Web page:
116 3rd St SE
Cedar Rapids, Iowa 52401
LINCOLN, Neb. — One team finds ways to win, the other finds way to lose.
Leave the dwelling of how Nebraska could score as many points as their opponents in conference play and still go 1-8 in the Big Ten to Iowa’s western neighbors. All nine of its losses this year, insanely, were by single-digits.
No, let’s focus on as improbable a 10-win team as you’re as likely to see. You wouldn’t call Iowa a marvelous club, yet you can’t help but marvel at how it has kept winning.
Now, the Hawkeyes will finish no worse than in a tie for first place in the Big Ten West with Wisconsin.
“Go Gophers!” more than one Hawkeye said in the team’s postgame interviews. That’s how crazy this year has gotten.
This game certainly was nutty. It seemed to be fluttering out of the Hawkeyes’ reach when it reached the start of fourth quarter at Memorial Stadium. Iowa’s offense was stymied and its defense had allowed a long touchdown drive in each of the first three periods.
Then it was time for the team’s true specialty, special teams. The unglamorous, necessary unit, but the one that tips fields and tips over opponents.
Leading 21-9 in the first minute of the final quarter, Nebraska lined up to punt from its 27. Henry Marchese, a fifth-year Iowa senior, soared unblocked at Husker punter William Przystup and dived at his feet.
Marchese got the ball. It popped up in the air. Kyler Fisher, a walk-on sophomore linebacker from a little Iowa town called Farnhamville, caught it and returned it 14 yards to the end zone.
Iowa was still behind 21-16, but both teams and all 86,541 fans had to know what would follow a sharp turn like that. The Hawkeyes added a safety, a field goal and a touchdown drive. Their special teams, defense and offense all scored in the fourth quarter, and Iowa was a 28-21 winner.
Punter Tory Taylor, kicker Caleb Shudak and kick-returner Charlie Jones have all taken their bows this fall as special teams stars. Here were Marchese and Fisher, faces in the crowd on Iowa’s campus, making a major moment.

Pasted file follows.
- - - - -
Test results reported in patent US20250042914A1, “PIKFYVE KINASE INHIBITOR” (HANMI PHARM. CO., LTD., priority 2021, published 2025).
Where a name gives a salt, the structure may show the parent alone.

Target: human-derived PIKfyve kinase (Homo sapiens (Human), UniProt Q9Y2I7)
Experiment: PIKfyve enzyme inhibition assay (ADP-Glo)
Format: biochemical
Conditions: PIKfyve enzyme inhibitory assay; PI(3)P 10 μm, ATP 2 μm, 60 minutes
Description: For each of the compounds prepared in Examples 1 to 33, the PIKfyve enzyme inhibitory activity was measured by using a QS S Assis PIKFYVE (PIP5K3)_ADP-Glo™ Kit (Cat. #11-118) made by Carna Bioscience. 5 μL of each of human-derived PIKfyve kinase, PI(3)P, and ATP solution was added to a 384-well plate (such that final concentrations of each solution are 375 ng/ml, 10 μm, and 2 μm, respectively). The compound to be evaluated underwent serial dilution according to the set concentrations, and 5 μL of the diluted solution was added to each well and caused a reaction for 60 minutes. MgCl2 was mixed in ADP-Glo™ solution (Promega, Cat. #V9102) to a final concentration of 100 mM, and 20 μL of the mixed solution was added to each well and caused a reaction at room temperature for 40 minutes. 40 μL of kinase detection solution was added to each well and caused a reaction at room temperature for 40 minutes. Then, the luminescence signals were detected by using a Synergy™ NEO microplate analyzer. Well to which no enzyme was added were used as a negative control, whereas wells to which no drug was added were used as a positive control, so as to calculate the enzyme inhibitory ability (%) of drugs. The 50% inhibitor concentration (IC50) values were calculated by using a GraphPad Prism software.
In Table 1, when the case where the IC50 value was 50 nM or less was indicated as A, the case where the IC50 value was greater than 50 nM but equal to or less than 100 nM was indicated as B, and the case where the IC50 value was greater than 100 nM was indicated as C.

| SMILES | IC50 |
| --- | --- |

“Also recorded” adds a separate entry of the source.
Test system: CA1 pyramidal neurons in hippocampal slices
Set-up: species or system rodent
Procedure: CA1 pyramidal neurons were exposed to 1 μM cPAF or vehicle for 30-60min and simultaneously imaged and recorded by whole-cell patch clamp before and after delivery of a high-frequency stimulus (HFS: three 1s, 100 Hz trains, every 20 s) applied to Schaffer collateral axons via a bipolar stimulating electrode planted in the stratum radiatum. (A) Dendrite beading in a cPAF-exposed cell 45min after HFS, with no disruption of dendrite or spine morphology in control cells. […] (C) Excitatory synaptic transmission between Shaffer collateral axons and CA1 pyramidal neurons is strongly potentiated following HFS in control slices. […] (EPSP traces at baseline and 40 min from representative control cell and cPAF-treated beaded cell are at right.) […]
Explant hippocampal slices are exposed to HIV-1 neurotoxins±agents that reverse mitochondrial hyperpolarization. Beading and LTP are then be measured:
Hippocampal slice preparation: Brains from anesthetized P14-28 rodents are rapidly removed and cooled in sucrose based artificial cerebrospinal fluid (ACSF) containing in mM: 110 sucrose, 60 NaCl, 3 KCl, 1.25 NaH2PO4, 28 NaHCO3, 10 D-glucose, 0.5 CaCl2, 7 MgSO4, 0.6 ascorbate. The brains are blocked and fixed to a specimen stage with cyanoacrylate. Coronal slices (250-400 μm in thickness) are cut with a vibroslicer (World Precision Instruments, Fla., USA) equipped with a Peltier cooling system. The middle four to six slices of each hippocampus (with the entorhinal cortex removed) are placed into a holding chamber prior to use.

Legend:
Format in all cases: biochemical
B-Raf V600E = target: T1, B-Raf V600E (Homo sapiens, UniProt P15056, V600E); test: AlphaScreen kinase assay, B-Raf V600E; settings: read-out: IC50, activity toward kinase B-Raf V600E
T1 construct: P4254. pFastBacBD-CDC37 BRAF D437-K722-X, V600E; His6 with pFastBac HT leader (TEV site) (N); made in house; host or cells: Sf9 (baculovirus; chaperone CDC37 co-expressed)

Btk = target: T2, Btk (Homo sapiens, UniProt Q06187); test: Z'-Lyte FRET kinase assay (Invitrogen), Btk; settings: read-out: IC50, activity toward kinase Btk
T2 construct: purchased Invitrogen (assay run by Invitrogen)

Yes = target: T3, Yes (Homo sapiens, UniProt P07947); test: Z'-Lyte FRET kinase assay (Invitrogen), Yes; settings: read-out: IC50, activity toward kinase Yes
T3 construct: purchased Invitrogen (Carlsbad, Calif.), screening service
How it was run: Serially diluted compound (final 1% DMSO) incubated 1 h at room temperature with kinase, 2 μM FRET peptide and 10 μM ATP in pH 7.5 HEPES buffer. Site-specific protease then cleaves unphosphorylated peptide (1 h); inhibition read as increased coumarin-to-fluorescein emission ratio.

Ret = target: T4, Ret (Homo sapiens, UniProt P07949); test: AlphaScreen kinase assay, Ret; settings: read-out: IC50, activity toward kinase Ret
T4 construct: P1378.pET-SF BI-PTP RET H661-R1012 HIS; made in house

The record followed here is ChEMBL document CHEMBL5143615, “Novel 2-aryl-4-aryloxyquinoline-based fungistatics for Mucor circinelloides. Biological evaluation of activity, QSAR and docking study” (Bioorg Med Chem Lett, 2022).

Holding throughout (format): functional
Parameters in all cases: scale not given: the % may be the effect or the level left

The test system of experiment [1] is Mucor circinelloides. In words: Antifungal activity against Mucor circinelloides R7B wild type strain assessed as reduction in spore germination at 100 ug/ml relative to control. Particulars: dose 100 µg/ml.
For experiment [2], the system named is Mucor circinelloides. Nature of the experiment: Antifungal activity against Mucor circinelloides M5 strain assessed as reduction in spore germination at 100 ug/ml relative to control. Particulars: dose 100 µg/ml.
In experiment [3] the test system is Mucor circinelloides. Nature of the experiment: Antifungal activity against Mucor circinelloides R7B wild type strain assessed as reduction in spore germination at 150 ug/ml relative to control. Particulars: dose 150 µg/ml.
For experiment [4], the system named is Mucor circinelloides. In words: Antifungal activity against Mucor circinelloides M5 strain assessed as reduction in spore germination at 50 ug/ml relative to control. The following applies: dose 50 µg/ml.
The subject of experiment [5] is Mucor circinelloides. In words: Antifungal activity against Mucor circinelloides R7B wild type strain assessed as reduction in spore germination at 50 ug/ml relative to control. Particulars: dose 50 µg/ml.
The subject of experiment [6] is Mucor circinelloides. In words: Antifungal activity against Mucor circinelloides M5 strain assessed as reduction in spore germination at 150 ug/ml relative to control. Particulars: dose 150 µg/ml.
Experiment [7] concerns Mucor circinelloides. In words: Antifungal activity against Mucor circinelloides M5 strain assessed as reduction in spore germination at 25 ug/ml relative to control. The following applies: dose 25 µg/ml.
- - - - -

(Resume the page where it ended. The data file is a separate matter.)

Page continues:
Marchese is a scholarship player who never ascended the depth chart. He came to Iowa as a receiver, moved to defensive back, made his bones on special teams.
“Really proud of him and probably a lot of guys I could name like that,” Iowa Coach Kirk Ferentz said. “They get the value of how important it is.”
“He embodies a Hawkeye football player,” Iowa linebacker Jack Campbell said about Marchese, noting he could have left to find a place where he could play more, but wanted to do no such thing.
Marchese said praise from a teammate like Campbell is “all I really look for. It doesn’t matter about the stats for me or the recognition. All I care about is the respect of my teammates and the respect of my coaches.”
After blocking the kick, Marchese said “I rolled over and saw the ball just skyrocket in the air. and I saw Fish, Kyler Fisher, catch the ball. Great catch. That was a great catch over his shoulder. As soon as he caught it, I just went bananas.”
Marchese is a LeVar Woods guy. Fisher is a Woods guy, from Farnhamville, part of Woods’ recruiting territory in northwest/north central Iowa. Shudak, so great again Friday with four field goals, is a Woods guy. Woods helped bring Taylor to Iowa from Australia.
Woods has done a brilliant job in four years as the special teams coordinator. He had a terrific playing career at Iowa, spent six years on NFL rosters, then joined Iowa’s staff in 2008 as an administrative assistant before working his way up to assistant coach four years later.
He’d be a good head coaching candidate for a lot of programs. He’s great at coaching, great at representing a program in public, and excellent at relating to recruits and the players who end up learning from him.
“He’s worked at it, that’s the first thing I’d say,” Ferentz said. “Twenty-some years ago when he went to the NFL, one thing I told the (NFL) guys was I’m not sure he’s fast enough to make the final cut, but I know this: If he makes a mistake on Monday, he won’t make it Tuesday. He’ll go home and straighten it out, he’ll be back the next day.
“So he carved out a really nice NFL career being mostly a reserve linebacker, but also a key special teams guy,” Ferentz said. “So geneaology-wise, there’s a little bit of that in his blood, maybe.”
Ferentz said Woods the coach “really has jumped in both feet, works extremely hard at it all year-round.”
Woods had the right guys on the field in the punt-return unit, had Nebraska figured out, had Marchese in the right spot to succeed.
“That one, I knew,” Marchese said.
When it happened, Iowa’s players and everyone else knew something. The Hawkeyes would go from that moment to a 10th victory celebration. A Big 10.
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